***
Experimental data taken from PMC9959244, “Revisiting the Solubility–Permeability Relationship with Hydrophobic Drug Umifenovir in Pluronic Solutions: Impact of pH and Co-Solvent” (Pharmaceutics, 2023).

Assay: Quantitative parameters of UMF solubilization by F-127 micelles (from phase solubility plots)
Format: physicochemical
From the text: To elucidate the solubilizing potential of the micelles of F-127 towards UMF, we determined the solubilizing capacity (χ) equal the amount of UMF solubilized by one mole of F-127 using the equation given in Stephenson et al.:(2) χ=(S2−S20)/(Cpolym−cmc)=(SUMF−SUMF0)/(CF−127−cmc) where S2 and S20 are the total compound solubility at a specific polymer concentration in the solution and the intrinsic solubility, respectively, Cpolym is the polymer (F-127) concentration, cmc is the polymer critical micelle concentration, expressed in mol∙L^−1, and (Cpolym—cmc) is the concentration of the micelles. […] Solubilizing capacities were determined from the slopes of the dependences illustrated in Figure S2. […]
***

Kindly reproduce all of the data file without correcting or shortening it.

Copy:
Experimental data taken from PMC9959244, “Revisiting the Solubility–Permeability Relationship with Hydrophobic Drug Umifenovir in Pluronic Solutions: Impact of pH and Co-Solvent” (Pharmaceutics, 2023).

Assay: Quantitative parameters of UMF solubilization by F-127 micelles (from phase solubility plots)
Format: physicochemical
From the text: To elucidate the solubilizing potential of the micelles of F-127 towards UMF, we determined the solubilizing capacity (χ) equal the amount of UMF solubilized by one mole of F-127 using the equation given in Stephenson et al.:(2) χ=(S2−S20)/(Cpolym−cmc)=(SUMF−SUMF0)/(CF−127−cmc) where S2 and S20 are the total compound solubility at a specific polymer concentration in the solution and the intrinsic solubility, respectively, Cpolym is the polymer (F-127) concentration, cmc is the polymer critical micelle concentration, expressed in mol∙L^−1, and (Cpolym—cmc) is the concentration of the micelles. […] Solubilizing capacities were determined from the slopes of the dependences illustrated in Figure S2. […]